Though the Jardin du Luxembourg is certainly not a hidden gem, it is the 20 marble sculptures – situated around the pond and central garden facing the Luxembourg Palace – that I want to feature in this month’s column.
These sculptures, known in French as the Serie des Reines et Femmes Illustres, were commissioned by King Louis-Philippe of France to recognize 20 inspiring queens, duchesses, and patron saints, who made France the country it is today. This series materialized as a female version of Les Hommes Illustres, a sequence of 86 male statues on the wings of the Napoléon Court within the exterior of the Louvre Palace.
Between 1843 and 1846, France’s most renowned sculptors of the time were enlisted to complete the project. No two statues are made by the same sculptor, meaning each woman is represented in a different style which makes for an interesting inspection. Each sculpture varies in height from 2.3 to 3.8 meters and stands on a stone plinth with a plaque bearing the subject’s name, virtues, and dates of birth and death.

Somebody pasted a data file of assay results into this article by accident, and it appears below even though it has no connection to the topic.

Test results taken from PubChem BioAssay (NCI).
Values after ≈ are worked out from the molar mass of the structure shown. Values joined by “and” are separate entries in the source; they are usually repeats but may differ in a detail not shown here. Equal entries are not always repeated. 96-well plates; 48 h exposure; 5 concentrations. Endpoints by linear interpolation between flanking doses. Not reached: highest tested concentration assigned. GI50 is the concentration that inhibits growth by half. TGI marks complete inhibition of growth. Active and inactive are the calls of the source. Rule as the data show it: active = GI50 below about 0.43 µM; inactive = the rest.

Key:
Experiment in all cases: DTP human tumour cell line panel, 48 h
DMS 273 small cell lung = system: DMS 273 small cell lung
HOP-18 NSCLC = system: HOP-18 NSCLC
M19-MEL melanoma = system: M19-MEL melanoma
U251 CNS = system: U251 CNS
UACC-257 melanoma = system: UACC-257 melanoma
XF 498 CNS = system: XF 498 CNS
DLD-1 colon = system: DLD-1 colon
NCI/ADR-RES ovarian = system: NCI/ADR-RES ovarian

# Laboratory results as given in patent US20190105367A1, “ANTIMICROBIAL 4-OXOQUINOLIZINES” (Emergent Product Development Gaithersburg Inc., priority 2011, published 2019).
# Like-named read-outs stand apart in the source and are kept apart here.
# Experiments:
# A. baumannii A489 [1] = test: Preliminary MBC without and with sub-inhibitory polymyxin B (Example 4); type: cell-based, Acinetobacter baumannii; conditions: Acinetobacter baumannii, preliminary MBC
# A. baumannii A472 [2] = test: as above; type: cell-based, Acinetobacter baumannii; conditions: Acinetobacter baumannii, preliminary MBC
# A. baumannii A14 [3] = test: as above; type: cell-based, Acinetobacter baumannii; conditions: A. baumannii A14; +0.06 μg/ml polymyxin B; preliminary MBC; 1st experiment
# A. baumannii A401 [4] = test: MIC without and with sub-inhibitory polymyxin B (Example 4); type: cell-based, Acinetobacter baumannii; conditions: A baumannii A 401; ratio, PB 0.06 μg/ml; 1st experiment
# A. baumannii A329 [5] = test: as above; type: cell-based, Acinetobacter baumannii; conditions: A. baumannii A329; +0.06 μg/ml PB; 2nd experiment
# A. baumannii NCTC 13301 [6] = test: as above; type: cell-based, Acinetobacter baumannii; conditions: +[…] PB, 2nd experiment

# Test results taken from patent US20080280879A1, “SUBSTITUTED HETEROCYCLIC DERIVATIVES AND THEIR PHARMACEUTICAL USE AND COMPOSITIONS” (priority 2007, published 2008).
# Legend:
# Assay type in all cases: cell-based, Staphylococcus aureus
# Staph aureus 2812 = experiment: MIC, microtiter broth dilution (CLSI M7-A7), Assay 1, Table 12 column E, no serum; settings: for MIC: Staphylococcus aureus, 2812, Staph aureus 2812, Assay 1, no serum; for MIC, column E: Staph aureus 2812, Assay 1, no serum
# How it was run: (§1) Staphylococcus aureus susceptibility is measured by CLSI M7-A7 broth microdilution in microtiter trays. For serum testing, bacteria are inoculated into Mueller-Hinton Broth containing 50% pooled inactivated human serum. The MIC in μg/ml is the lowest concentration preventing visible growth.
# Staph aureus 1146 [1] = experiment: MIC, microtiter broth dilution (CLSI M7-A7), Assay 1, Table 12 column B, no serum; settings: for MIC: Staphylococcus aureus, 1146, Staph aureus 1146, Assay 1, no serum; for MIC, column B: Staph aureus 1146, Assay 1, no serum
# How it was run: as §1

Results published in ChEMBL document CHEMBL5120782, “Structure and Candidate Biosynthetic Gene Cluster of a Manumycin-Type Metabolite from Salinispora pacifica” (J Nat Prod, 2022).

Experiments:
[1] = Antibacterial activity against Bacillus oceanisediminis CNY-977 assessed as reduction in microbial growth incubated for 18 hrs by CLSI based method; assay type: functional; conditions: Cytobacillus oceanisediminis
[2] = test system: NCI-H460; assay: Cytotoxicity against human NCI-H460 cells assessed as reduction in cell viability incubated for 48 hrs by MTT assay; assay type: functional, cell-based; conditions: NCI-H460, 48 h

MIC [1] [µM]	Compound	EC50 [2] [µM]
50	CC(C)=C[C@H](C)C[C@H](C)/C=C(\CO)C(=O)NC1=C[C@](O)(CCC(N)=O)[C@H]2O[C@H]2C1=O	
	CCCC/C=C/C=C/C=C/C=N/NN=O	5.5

The only original sculpture not to be displayed within the garden is François Rude’s depiction of Joan of Arc. This statue was considered too fragile to face the elements, and so was transferred into the Louvre museum in 1872.
To marvel at these marble women frozen in time, you can begin your tour at Saint Clotilde to the west of the palace. Follow the statues anti-clockwise around the inner courtyard, and you will come across the representations in stone of the following women:
- Saint Clotilde (465-545), Queen of France
- Marguerite de Provence (1219-1295), Queen of France
- Anne de Bretagne (1477-1514), Queen of France
- Anne d’Autriche (1601-1666), Queen of France
- Blanche de Castille (1188-1252), Queen of France
- Anne de Beaujeu (1460-1522), Regent of France
- Valentine de Milan (1370-1408), Duchess of Orléans
- Marguerite de Valois (1492-1549), Queen of Navarre
- Marie de Médicis (1573-1642), Queen of France
- Laure de Noves (1307–1348), Wife of Count Hugues de Sade, an ancestor of Marquis de Sade
- Saint Bathilde (630-680), Queen of France
- Berthe (720-783), Queen of France
- Mathilde (1031-1083), Duchess of Normandy
- Sainte Geneviève (423-512), Patroness of Paris
- Marie Stuart (1542-1587), Queen of France
- Jeanne d’Albret (1528-1572), Queen of Navarre
- Clémence Isaure (? – ?), Founder of the Académie des Jeux floraux
- Anne Marie Louise d’Orléans (1627-1693), Duchess of Montpensier
- Louise de Savoie (1476-1531), Regent of France
- Marguerite d’Anjou (1429-1482), Queen of England
Lead photo credit : Jardin du Luxembourg. Photo credit: Bonjour Paris